Since the end of Cold War and subsequent shift in India’s foreign policy in 1992, New Delhi has been receiving technological assistance from the developed world. New Delhi shunned its indigenous technological driven programs, especially indigenously military build-up programs for modernization of its armed forces. For instance, it abandoned its indigenous ballistic and cruise missile program—Integrated Missile Development Programme of Defence Research and Development Organization of India. India’s willingness to purchase military hardware from military technologically advanced nations makes it attractive for the American and European military industrial complexes. India is intelligently using its attractiveness for transfer of space technology for advancing of its ballistic missiles inventories.
The United States led western world not only expressed its willingness to sell military hardware to India but in certain cases, they agreed to transfer the duel use technology to India, i.e. nuclear and missile. The American nuclear commercial lobby realized that India is a big market for its nuclear reactor industry. Similarly, the American space enclave decided to capture India’s big space market. For uninterrupted transfer of material as well as technology to India, the Bush Administration amended the US Foreign Assistance Act 1954. And also had facilitated, India in getting a waiver from Nuclear Supplier Group in Sept 2008.
The United States strategic partnership with India is gradually creating a military imbalance in the South Asia strategic environment. The transformation in military power entailing military asymmetry between the strategic competitors encourages the advantageous state to launch a preventive war against the adversary. Paradoxically, Washington’s primary objective is to build India militarily to check the Chinese rise in Asia, while India is determined to advance its military muscle to establish its hegemony in South Asia.
Pakistan’s endeavor to sustain the strategic equilibrium with its limited financial resources and indigenous nuclear weapons program certainly frustrates Indian ruling elite and strategic community.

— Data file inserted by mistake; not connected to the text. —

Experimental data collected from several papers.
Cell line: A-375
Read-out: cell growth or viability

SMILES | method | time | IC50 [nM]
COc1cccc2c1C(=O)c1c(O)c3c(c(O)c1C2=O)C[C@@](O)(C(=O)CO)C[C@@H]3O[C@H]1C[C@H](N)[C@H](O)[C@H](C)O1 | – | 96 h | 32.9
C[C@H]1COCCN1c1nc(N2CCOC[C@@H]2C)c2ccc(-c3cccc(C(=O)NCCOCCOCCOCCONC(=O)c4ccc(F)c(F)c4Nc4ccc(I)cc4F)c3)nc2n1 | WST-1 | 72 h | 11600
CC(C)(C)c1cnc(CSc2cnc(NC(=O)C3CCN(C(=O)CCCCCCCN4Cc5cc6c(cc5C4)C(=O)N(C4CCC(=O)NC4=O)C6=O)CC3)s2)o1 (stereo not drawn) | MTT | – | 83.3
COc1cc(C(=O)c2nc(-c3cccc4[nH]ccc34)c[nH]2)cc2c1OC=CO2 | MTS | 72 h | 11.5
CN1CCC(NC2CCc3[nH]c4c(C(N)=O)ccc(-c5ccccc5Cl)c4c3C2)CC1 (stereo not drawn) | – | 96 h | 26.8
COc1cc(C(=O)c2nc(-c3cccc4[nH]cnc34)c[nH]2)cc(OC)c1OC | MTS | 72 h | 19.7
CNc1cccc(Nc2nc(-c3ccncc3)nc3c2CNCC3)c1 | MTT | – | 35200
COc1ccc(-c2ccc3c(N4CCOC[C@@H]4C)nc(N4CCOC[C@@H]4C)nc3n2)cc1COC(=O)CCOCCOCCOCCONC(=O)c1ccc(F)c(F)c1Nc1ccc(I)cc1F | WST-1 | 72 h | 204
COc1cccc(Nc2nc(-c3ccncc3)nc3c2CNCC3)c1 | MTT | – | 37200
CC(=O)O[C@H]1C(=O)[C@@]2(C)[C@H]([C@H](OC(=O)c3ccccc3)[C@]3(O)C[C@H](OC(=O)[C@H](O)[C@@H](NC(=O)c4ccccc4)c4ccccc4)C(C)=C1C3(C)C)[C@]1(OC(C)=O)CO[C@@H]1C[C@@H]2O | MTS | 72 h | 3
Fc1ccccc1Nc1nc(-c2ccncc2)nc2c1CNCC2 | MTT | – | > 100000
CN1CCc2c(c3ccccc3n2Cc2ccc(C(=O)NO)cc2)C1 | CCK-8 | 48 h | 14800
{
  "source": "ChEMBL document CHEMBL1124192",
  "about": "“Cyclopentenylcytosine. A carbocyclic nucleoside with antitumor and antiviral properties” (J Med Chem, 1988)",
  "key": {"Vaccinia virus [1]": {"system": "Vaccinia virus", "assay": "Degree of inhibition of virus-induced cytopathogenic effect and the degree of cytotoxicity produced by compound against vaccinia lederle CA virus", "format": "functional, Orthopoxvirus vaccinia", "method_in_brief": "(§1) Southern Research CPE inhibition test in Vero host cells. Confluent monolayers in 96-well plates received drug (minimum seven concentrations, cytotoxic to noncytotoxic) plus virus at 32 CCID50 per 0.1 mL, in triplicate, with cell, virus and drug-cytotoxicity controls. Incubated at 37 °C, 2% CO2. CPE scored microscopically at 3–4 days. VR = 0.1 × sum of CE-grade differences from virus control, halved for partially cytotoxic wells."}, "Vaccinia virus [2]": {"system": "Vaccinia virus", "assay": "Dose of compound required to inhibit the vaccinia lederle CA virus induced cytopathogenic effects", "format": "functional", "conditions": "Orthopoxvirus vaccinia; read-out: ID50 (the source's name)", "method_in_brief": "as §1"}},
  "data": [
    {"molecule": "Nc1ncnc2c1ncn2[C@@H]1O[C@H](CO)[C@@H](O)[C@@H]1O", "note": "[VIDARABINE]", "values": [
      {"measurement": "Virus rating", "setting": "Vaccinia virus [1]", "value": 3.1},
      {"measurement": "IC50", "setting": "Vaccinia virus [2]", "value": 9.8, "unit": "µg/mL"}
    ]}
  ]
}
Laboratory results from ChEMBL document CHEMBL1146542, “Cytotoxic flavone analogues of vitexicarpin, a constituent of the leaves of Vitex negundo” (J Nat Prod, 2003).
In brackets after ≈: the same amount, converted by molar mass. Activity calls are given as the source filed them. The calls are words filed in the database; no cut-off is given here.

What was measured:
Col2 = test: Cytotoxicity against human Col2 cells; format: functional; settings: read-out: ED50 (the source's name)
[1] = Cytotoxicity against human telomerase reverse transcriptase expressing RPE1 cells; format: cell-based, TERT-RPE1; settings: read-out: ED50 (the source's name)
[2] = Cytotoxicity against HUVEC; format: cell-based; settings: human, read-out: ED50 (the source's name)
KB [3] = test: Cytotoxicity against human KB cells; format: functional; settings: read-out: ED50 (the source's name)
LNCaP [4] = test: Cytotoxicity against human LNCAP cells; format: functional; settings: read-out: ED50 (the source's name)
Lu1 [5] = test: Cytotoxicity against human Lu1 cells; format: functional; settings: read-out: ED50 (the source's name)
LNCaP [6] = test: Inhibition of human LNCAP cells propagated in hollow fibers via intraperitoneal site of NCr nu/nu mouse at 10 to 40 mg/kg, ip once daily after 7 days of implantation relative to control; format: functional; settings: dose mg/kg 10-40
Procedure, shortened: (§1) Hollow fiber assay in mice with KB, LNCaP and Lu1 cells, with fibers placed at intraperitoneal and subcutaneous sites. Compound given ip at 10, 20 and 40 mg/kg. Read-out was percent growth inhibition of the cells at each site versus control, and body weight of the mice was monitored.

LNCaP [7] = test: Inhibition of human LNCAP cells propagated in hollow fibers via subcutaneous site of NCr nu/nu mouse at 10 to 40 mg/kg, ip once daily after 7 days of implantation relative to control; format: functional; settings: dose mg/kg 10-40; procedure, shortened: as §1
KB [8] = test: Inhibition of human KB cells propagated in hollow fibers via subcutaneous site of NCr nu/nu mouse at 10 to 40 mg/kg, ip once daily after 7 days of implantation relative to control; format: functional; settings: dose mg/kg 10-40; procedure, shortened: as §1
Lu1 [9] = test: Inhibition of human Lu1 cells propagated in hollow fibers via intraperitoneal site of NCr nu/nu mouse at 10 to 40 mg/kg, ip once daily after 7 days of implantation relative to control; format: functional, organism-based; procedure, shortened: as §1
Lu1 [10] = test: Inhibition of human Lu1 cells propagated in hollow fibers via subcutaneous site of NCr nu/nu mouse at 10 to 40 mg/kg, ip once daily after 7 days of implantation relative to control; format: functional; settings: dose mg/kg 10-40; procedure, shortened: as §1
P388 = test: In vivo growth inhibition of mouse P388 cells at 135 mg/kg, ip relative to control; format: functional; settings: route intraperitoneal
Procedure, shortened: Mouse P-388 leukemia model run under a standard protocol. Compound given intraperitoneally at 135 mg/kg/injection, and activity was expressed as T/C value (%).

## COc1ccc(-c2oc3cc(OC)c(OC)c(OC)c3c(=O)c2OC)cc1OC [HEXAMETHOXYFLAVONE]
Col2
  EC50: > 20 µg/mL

New Delhi’s hegemonic aspiration maybe acceptable to the smaller neighbors of India, but Pakistan is unwavering to sustain its sovereign stature in the international community particularly in the South Asian strategic environment. Pakistan’s endeavor to sustain the strategic equilibrium with its limited financial resources and indigenous nuclear weapons program certainly frustrates Indian ruling elite and strategic community. The frustration of the Indian ruling elite has been multiplied during the recent years.
To conclude, India’s ruling elite and military establishment’s irresponsible destabilizing claim about the conduct of strategic strikes in September 2016 did not spiral into lethal border conflict. Nevertheless, it alarms about the lowering of the nuclear threshold between India and Pakistan.
Question for discussion: Do you think there is any possibility of a nuclear war between India and Pakistan?
Dr. Zafar Nawaz Jaspal is Associate Professor, School of Politics and International Relations, Quaid-i-Azam University, Islamabad. He is also an advisor on Non-Proliferation to SASSI, London and a course coordinator at Foreign Services Academy for the Pakistan Ministry of Foreign Affairs. This piece was first published in Pakistan Observer. It has been reprinted with permission. The views expressed in this article are the author’s own and do not necessarily reflect Global Village Space’s editorial policy.